There was a certain day, recorded in the Scriptures, in which, as Jesus was teaching the people in the temple, and preaching the gospel, that the chief priests and the scribes, backed up by the elders of Israel, confronted Jesus with the question: “By what authority are you doing these things? Who is he who has given you this authority?” (Luke 20:1-2)
People should not ask questions that they don’t actually want the answer to. When these men questioned Jesus, they were really just looking to score points, perhaps embarrass Jesus, or find a reason to find fault with Him. They did not actually seem to care about whether Jesus had the authority to do what He was doing, or where He got that authority from. They assumed they were the authorities and they knew they had not given Him permission.
Which helps us understand why Jesus responded to them the way He did. Rather than answering their question directly, He supplied a question of His own: “The baptism of John, was it from heaven or from men?” (Luke 20:4)
That seems like a simple enough question; and an honest soul would reply with either one or the other of the supplied choices based on what they believed about John. If one believed John was a prophet, then one could safely say heaven. If one was not a believer, or at least not a believer in John, then it was reasonable to assume John had no authority greater than himself, a man, for what He taught.
But these Jewish leaders were not honest souls. They were politicians and mindful of their social standing. They were more worried about matters of the world than matters of the soul. They reasoned that if they denied John, it would upset the people. If they praised John as a prophet, they would reveal themselves to be hypocrites. So they took the easy way out and claimed not to know. (Luke 20:5-7)
And so Jesus refused, likewise, to answer their question.
Why should this matter to us?
For one thing, it is a reminder to each of us concerning how we approach God, and Christ, with questions.
There is nothing wrong with asking sincere questions of the Lord. The Bible is filled with examples of individuals who asked questions and received forthright replies. When a man approaches God with a sincere heart, and wants a question of life answered, God is willing to supply an answer and, very likely, has already done so in the Bible. There are many answers supplied by God concerning how to be saved, how to live a good life, the causes of suffering, the propriety of this choice or that choice. As it is written, the Scriptures are profitable for doctrine, for reproof, for correction, for instruction in righteousness, so that the man of God may complete, thoroughly furnished for every good work. (2 Timothy 3:16-17)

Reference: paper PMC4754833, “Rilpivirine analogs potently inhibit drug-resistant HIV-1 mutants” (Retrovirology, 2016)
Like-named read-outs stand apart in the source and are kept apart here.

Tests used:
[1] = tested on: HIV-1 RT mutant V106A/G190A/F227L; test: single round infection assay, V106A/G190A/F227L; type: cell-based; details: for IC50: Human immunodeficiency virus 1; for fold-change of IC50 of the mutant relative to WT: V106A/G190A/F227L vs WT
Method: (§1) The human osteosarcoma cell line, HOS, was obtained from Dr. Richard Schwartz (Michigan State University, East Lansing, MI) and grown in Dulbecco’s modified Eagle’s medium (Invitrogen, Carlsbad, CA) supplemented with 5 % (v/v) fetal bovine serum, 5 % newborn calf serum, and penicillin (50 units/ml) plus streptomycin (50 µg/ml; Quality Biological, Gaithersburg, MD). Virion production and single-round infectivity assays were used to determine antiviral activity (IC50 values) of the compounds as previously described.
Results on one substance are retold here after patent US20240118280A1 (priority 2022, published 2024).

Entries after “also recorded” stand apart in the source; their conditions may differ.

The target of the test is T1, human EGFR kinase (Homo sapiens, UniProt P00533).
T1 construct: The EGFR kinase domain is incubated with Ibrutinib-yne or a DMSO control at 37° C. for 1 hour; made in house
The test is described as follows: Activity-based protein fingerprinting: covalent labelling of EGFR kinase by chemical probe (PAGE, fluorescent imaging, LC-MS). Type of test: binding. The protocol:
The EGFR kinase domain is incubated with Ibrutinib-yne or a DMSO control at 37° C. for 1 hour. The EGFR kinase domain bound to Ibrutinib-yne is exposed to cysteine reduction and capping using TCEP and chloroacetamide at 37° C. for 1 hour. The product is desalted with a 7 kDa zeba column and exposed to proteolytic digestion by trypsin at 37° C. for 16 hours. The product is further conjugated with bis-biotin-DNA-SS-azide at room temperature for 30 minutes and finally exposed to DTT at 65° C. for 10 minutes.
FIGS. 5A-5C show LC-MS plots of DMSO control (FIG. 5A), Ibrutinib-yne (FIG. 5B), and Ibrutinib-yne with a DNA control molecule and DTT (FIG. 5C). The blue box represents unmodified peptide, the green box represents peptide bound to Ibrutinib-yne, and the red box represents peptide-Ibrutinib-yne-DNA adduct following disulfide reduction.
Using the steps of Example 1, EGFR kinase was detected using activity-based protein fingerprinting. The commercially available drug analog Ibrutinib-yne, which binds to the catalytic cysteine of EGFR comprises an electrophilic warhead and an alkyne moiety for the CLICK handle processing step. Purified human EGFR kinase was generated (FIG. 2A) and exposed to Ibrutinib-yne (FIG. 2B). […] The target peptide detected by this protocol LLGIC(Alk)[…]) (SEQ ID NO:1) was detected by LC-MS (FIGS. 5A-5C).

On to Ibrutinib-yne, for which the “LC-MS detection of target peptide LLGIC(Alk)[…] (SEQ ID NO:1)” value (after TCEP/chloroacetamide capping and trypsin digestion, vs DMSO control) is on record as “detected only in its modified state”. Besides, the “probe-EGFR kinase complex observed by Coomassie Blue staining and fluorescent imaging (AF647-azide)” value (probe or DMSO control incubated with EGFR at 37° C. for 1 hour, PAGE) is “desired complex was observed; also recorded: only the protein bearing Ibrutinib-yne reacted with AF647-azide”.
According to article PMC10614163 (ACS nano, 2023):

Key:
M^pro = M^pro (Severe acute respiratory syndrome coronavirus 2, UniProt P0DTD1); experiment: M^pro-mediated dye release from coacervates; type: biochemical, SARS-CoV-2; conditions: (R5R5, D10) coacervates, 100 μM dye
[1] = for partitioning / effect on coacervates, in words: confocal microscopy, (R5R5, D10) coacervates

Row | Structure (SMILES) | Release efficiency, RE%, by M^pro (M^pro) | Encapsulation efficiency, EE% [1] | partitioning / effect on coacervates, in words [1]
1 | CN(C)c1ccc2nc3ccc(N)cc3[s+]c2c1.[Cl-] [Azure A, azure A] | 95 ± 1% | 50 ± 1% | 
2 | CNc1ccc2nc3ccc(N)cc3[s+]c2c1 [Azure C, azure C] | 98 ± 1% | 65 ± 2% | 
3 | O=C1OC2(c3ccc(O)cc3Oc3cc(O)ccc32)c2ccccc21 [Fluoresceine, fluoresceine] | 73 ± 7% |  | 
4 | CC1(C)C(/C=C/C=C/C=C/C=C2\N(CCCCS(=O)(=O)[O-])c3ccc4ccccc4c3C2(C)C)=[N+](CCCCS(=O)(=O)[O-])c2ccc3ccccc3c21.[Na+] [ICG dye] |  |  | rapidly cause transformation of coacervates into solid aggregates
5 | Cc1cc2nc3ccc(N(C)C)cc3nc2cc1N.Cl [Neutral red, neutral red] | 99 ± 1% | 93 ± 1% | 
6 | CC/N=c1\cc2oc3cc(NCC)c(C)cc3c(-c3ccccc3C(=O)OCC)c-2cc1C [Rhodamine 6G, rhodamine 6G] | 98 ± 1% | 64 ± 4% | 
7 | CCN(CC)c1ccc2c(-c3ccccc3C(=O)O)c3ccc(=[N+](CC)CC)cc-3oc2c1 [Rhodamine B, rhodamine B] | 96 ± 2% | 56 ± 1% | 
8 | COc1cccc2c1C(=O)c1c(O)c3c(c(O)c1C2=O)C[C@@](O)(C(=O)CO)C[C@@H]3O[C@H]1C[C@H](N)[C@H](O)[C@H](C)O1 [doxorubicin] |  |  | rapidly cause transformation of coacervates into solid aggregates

But when we ask a question of God, and we find He has supplied us with an answer, there is a responsibility to accept that answer and act upon it.
If Jesus had told the Jewish leaders that God had sent Him, they would have ignored the answer and done what they were planning on doing anyway. They had no real interest in the truth; they wanted to do what they wanted to do, and they were going to do it regardless. Their attitude toward the preaching of John showed this. John told them that God wanted the Jews to be baptized. They refused to listen to John and refused to accept the baptism of John. So Jesus refused to deal with their questions, asked in bad faith.
If we aren’t going to act upon what God has told us, then why bother asking God in the first place. It is a waste of our time and a waste of God’s time (so to speak). If you are going to simply do what you were going to do in the first place, then don’t try to use the Bible to validate your prior choices. You aren’t living the way you are because it is pleasing to God; you are living the way you want because it is what you want to do.
Only if you are actually willing to submit yourself to the answers God provides does it make sense to go to God with questions, seeking guidance. But if we do have such a humble heart, willing to follow where God leads, learn what God wants to teach, and let God act through us according to His will instead of ours – then know that the Bible is a book God wrote just for you, and your questions. Because God gives grace to the humble, but He resists the proud. (cf. James 4:6-10) As a loving father, God wants to answer the questions of those who come to Him as penitent children.
But before you ask a question of God, make sure you really want to know the answer.
For those seeking answers in life, the church of Christ would be happy to study God’s word with you. Won’t you please join us in worship at 234 Chapel Drive, Gallipolis.
Jonathan McAnulty is minister of Chapel Hill Church of Christ.
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